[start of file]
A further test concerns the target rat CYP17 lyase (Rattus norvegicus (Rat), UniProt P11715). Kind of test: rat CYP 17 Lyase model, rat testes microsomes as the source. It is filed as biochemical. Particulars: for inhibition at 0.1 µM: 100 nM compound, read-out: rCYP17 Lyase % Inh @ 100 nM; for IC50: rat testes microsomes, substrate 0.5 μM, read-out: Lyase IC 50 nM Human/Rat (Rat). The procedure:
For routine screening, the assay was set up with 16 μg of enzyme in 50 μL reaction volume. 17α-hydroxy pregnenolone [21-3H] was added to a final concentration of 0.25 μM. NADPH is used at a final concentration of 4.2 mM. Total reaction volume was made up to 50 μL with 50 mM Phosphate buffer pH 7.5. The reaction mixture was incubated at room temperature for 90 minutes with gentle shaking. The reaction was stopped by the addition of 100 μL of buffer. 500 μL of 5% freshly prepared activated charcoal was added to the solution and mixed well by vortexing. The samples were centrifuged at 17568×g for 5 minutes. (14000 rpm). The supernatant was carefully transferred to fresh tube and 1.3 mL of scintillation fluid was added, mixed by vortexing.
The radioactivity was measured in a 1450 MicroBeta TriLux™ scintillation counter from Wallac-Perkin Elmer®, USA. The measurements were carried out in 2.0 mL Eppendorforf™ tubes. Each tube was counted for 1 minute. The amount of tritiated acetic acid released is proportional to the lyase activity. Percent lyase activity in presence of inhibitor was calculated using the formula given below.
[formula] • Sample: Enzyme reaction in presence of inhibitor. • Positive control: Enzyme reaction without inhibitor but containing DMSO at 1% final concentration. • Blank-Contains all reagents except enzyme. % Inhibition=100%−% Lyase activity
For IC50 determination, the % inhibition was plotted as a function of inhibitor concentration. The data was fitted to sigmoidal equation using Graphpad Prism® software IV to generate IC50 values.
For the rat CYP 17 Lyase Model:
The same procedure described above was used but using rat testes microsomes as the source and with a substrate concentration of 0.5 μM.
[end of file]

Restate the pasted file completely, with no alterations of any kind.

A further test concerns the target rat CYP17 lyase (Rattus norvegicus (Rat), UniProt P11715). Kind of test: rat CYP 17 Lyase model, rat testes microsomes as the source. It is filed as biochemical. Particulars: for inhibition at 0.1 µM: 100 nM compound, read-out: rCYP17 Lyase % Inh @ 100 nM; for IC50: rat testes microsomes, substrate 0.5 μM, read-out: Lyase IC 50 nM Human/Rat (Rat). The procedure:
For routine screening, the assay was set up with 16 μg of enzyme in 50 μL reaction volume. 17α-hydroxy pregnenolone [21-3H] was added to a final concentration of 0.25 μM. NADPH is used at a final concentration of 4.2 mM. Total reaction volume was made up to 50 μL with 50 mM Phosphate buffer pH 7.5. The reaction mixture was incubated at room temperature for 90 minutes with gentle shaking. The reaction was stopped by the addition of 100 μL of buffer. 500 μL of 5% freshly prepared activated charcoal was added to the solution and mixed well by vortexing. The samples were centrifuged at 17568×g for 5 minutes. (14000 rpm). The supernatant was carefully transferred to fresh tube and 1.3 mL of scintillation fluid was added, mixed by vortexing.
The radioactivity was measured in a 1450 MicroBeta TriLux™ scintillation counter from Wallac-Perkin Elmer®, USA. The measurements were carried out in 2.0 mL Eppendorforf™ tubes. Each tube was counted for 1 minute. The amount of tritiated acetic acid released is proportional to the lyase activity. Percent lyase activity in presence of inhibitor was calculated using the formula given below.
[formula] • Sample: Enzyme reaction in presence of inhibitor. • Positive control: Enzyme reaction without inhibitor but containing DMSO at 1% final concentration. • Blank-Contains all reagents except enzyme. % Inhibition=100%−% Lyase activity
For IC50 determination, the % inhibition was plotted as a function of inhibitor concentration. The data was fitted to sigmoidal equation using Graphpad Prism® software IV to generate IC50 values.
For the rat CYP 17 Lyase Model:
The same procedure described above was used but using rat testes microsomes as the source and with a substrate concentration of 0.5 μM.